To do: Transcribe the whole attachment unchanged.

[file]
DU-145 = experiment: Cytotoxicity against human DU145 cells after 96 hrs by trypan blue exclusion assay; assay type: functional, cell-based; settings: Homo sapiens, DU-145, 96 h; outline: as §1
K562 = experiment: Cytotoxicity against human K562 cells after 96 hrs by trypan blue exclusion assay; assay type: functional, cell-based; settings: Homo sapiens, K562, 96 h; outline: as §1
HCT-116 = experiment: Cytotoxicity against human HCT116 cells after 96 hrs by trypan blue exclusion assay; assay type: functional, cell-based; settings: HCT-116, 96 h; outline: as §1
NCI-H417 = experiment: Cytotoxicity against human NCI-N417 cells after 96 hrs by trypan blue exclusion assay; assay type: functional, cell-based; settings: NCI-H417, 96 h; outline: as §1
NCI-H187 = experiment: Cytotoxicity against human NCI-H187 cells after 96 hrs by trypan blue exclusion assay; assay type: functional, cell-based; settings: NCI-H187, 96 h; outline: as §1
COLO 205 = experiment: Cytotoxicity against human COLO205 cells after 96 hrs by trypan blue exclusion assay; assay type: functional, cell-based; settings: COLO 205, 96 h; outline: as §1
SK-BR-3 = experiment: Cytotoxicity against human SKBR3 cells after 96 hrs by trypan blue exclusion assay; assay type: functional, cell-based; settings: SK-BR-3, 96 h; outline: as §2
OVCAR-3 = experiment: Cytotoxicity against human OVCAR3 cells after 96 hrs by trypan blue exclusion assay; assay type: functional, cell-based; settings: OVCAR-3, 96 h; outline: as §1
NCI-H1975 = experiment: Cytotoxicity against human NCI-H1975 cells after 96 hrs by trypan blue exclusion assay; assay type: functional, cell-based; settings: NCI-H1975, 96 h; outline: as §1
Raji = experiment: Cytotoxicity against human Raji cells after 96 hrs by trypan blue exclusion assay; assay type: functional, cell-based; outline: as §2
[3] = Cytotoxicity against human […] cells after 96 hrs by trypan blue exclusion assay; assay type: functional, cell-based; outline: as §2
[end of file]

DU-145 = experiment: Cytotoxicity against human DU145 cells after 96 hrs by trypan blue exclusion assay; assay type: functional, cell-based; settings: Homo sapiens, DU-145, 96 h; outline: as §1
K562 = experiment: Cytotoxicity against human K562 cells after 96 hrs by trypan blue exclusion assay; assay type: functional, cell-based; settings: Homo sapiens, K562, 96 h; outline: as §1
HCT-116 = experiment: Cytotoxicity against human HCT116 cells after 96 hrs by trypan blue exclusion assay; assay type: functional, cell-based; settings: HCT-116, 96 h; outline: as §1
NCI-H417 = experiment: Cytotoxicity against human NCI-N417 cells after 96 hrs by trypan blue exclusion assay; assay type: functional, cell-based; settings: NCI-H417, 96 h; outline: as §1
NCI-H187 = experiment: Cytotoxicity against human NCI-H187 cells after 96 hrs by trypan blue exclusion assay; assay type: functional, cell-based; settings: NCI-H187, 96 h; outline: as §1
COLO 205 = experiment: Cytotoxicity against human COLO205 cells after 96 hrs by trypan blue exclusion assay; assay type: functional, cell-based; settings: COLO 205, 96 h; outline: as §1
SK-BR-3 = experiment: Cytotoxicity against human SKBR3 cells after 96 hrs by trypan blue exclusion assay; assay type: functional, cell-based; settings: SK-BR-3, 96 h; outline: as §2
OVCAR-3 = experiment: Cytotoxicity against human OVCAR3 cells after 96 hrs by trypan blue exclusion assay; assay type: functional, cell-based; settings: OVCAR-3, 96 h; outline: as §1
NCI-H1975 = experiment: Cytotoxicity against human NCI-H1975 cells after 96 hrs by trypan blue exclusion assay; assay type: functional, cell-based; settings: NCI-H1975, 96 h; outline: as §1
Raji = experiment: Cytotoxicity against human Raji cells after 96 hrs by trypan blue exclusion assay; assay type: functional, cell-based; outline: as §2
[3] = Cytotoxicity against human […] cells after 96 hrs by trypan blue exclusion assay; assay type: functional, cell-based; outline: as §2